“And you think the Prophets cloud my judgment?”

“Sometimes, yes.”

“Regardless,” Benjamin said, as the doors slid open and Kira entered. “The decision is made and we leave early tomorrow.”

Within a few minutes, the rest of the senior staff had arrived. I took a seat between Bashir and Worf.

“We are going to Cardassia tomorrow,” Benjamin said and I could hear the hollowness in his voice. I realized how uncomfortable he was with the decision Admiral Ross had forced him to make, but to be honest, if Sisko had asked me whether to attack Cardassia or not, I would have agreed with Ross.

“We leave at 0500,” he continued. “Martok will command the joint invasion force. Major Kira will be in charge of the station.”

“With all due respect, sir,” Kira said. “I would like to go with you.”

“You would?”

“Believe me, Captain, no one wants to attack Cardassia more than me. You can’t deny me this, Captain.”

Sisko eyed us all speculatively and then Kira in specific. I could tell he was itching to grant Kira’s request, but someone would have to stay behind and watch over the station. It certainly couldn’t be Worf or O’Brien and Bashir didn’t have the experience.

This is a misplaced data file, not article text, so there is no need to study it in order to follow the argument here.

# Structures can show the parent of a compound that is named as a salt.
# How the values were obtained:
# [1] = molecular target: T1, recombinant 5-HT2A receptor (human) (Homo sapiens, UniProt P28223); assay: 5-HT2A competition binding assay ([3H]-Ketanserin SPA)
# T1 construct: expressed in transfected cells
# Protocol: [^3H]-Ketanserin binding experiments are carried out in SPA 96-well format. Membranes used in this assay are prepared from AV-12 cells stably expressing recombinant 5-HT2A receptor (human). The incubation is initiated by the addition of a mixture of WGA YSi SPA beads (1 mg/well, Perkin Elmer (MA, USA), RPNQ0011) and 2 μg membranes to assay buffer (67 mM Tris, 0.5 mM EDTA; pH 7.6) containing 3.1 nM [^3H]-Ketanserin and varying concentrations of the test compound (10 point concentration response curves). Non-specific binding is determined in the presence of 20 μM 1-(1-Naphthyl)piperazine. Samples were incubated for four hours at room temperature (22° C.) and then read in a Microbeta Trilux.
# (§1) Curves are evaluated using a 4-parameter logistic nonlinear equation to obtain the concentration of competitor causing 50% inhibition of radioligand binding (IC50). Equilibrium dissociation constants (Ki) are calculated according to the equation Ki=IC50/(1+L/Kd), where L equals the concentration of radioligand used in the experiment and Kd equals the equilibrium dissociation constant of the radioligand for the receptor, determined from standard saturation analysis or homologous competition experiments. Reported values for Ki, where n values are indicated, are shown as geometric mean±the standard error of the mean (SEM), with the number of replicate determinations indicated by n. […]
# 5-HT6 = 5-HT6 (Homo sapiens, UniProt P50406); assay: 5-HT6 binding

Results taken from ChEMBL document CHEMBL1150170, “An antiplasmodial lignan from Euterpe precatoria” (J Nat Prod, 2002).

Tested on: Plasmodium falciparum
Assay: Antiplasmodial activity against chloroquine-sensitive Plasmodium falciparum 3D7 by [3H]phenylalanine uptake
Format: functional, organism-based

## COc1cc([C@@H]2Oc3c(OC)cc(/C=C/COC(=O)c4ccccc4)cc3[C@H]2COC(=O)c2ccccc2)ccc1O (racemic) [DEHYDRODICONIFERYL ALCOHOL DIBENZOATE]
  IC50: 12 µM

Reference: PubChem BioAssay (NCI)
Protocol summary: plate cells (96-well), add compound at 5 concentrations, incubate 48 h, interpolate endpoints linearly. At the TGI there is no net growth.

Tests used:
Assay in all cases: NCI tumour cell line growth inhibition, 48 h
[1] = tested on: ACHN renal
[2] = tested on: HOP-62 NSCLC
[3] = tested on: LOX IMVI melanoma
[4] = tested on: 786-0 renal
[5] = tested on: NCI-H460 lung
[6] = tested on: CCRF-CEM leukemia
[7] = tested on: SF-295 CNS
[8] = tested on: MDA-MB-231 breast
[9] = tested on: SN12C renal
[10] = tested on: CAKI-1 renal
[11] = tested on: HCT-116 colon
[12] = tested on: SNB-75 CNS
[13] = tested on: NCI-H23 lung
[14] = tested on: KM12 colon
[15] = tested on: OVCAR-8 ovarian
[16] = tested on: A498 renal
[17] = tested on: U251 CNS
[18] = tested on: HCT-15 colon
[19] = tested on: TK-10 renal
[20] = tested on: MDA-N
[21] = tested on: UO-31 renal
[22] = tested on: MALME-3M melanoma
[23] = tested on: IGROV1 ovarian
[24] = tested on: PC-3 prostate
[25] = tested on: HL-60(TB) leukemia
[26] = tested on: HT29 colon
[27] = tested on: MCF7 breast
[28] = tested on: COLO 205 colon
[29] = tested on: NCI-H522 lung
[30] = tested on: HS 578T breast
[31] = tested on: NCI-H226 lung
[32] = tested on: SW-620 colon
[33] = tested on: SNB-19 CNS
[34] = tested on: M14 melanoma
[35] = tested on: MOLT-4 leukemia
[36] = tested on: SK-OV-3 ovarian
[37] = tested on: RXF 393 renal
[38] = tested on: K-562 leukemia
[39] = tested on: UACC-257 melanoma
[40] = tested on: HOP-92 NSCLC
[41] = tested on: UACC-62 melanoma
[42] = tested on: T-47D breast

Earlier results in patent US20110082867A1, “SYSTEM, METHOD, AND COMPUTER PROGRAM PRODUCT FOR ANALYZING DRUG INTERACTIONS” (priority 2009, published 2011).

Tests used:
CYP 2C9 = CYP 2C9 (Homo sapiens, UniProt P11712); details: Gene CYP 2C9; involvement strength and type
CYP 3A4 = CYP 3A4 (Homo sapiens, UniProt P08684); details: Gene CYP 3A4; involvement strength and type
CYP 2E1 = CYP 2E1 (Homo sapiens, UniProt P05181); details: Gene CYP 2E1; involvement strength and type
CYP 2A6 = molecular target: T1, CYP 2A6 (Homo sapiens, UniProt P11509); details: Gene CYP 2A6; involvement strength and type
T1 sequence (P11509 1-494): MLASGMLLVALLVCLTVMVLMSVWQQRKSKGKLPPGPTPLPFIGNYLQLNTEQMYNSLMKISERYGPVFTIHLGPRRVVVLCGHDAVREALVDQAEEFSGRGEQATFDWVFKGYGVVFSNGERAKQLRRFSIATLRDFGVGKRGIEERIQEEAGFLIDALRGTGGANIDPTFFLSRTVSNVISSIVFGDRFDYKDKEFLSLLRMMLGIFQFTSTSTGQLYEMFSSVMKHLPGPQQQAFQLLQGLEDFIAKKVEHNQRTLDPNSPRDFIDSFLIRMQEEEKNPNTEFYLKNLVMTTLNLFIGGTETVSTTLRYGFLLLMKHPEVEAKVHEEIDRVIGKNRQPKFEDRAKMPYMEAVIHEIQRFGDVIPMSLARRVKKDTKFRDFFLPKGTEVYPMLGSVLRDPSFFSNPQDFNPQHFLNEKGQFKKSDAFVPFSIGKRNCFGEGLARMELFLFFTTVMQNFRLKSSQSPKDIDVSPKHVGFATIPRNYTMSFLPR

“I will stay,” I spoke up. “I was thinking that Nog has been coming along well with his flying and he could take my place at the helm.”

“I’m not sure if I like that,” O’Brien said anxiously. “He is young. Too young.”

“We will help him,” Worf said with an uncharacteristic show of support for Quark’s nephew. I also could guess that for all his talk about not worrying about me, the last thing Worf really wanted was me aboard the Defiant where there was potential for me to be wounded or worse. Sisko took another look at Kira and then at me.

“Really, I don’t mind staying behind,” I said. “Really. It might actually be fun, get you all out of my hair for a while. Don’t worry. And Chief, I just took Nog out in the runabout the other day and he did quite well. He should pass his level two any day now.” And to be honest, I had my own motives; by staying behind, Julian and I could start on whatever therapy regime I needed in order for Worf and I to have a baby.

“Then it’s settled,” Sisko said.

He then proceeded to go over battle plans, but my mind had moved on to other things.